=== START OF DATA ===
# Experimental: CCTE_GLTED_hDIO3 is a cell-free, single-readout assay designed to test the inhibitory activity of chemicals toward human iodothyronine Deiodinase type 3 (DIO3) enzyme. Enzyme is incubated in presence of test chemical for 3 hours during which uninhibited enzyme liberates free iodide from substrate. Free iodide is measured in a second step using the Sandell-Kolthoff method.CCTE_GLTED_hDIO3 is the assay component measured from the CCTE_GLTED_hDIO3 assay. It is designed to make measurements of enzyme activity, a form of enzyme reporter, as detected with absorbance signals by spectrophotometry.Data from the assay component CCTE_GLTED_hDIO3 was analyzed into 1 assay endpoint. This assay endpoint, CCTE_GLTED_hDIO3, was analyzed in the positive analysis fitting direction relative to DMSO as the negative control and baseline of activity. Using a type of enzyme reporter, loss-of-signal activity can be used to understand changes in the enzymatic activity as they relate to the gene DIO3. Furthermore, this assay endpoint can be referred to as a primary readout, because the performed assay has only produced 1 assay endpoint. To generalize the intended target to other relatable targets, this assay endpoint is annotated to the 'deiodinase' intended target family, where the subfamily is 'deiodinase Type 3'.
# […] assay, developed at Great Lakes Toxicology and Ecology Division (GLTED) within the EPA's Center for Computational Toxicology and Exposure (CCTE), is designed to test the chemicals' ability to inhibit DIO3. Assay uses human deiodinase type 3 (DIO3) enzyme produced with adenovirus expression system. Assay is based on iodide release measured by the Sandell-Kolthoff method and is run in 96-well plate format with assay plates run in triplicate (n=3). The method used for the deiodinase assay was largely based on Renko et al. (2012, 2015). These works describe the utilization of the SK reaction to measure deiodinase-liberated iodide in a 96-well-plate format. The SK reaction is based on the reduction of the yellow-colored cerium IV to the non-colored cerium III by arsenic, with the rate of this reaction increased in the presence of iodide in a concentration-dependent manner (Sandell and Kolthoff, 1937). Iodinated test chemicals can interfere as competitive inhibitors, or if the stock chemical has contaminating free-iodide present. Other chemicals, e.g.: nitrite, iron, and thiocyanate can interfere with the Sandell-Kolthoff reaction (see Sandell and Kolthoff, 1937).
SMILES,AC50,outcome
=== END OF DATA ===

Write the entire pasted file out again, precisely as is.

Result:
# Experimental: CCTE_GLTED_hDIO3 is a cell-free, single-readout assay designed to test the inhibitory activity of chemicals toward human iodothyronine Deiodinase type 3 (DIO3) enzyme. Enzyme is incubated in presence of test chemical for 3 hours during which uninhibited enzyme liberates free iodide from substrate. Free iodide is measured in a second step using the Sandell-Kolthoff method.CCTE_GLTED_hDIO3 is the assay component measured from the CCTE_GLTED_hDIO3 assay. It is designed to make measurements of enzyme activity, a form of enzyme reporter, as detected with absorbance signals by spectrophotometry.Data from the assay component CCTE_GLTED_hDIO3 was analyzed into 1 assay endpoint. This assay endpoint, CCTE_GLTED_hDIO3, was analyzed in the positive analysis fitting direction relative to DMSO as the negative control and baseline of activity. Using a type of enzyme reporter, loss-of-signal activity can be used to understand changes in the enzymatic activity as they relate to the gene DIO3. Furthermore, this assay endpoint can be referred to as a primary readout, because the performed assay has only produced 1 assay endpoint. To generalize the intended target to other relatable targets, this assay endpoint is annotated to the 'deiodinase' intended target family, where the subfamily is 'deiodinase Type 3'.
# […] assay, developed at Great Lakes Toxicology and Ecology Division (GLTED) within the EPA's Center for Computational Toxicology and Exposure (CCTE), is designed to test the chemicals' ability to inhibit DIO3. Assay uses human deiodinase type 3 (DIO3) enzyme produced with adenovirus expression system. Assay is based on iodide release measured by the Sandell-Kolthoff method and is run in 96-well plate format with assay plates run in triplicate (n=3). The method used for the deiodinase assay was largely based on Renko et al. (2012, 2015). These works describe the utilization of the SK reaction to measure deiodinase-liberated iodide in a 96-well-plate format. The SK reaction is based on the reduction of the yellow-colored cerium IV to the non-colored cerium III by arsenic, with the rate of this reaction increased in the presence of iodide in a concentration-dependent manner (Sandell and Kolthoff, 1937). Iodinated test chemicals can interfere as competitive inhibitors, or if the stock chemical has contaminating free-iodide present. Other chemicals, e.g.: nitrite, iron, and thiocyanate can interfere with the Sandell-Kolthoff reaction (see Sandell and Kolthoff, 1937).
SMILES,AC50,outcome